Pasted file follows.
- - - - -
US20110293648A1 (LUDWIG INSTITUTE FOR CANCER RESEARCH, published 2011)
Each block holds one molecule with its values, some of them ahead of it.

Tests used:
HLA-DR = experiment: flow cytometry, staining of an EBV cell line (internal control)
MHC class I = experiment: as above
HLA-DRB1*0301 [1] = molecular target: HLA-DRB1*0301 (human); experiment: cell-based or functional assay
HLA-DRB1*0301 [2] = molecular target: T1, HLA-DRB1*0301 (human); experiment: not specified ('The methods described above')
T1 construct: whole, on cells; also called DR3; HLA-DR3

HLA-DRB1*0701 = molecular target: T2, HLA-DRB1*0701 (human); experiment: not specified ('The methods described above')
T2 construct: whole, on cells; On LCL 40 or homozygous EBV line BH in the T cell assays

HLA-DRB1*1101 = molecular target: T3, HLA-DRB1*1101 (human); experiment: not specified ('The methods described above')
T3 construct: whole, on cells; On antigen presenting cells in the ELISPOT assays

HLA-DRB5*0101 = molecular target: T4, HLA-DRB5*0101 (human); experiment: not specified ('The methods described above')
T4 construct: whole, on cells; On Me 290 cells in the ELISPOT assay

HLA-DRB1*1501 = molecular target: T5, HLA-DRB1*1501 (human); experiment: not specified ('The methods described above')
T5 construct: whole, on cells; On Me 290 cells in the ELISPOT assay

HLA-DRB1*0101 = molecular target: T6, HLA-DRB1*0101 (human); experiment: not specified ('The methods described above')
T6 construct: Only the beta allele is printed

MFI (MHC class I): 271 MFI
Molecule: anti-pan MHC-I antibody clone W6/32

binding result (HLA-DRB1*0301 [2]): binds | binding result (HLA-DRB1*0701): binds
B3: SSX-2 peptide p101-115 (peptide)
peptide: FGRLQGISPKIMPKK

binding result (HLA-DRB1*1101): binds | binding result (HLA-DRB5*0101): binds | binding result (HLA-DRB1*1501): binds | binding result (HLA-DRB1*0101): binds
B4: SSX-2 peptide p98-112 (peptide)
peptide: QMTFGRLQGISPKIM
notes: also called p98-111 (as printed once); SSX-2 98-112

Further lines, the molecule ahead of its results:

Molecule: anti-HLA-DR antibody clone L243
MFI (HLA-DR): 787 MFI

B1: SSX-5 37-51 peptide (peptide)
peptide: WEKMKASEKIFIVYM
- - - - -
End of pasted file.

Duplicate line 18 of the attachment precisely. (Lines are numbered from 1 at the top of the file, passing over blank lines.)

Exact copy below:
T6 construct: Only the beta allele is printed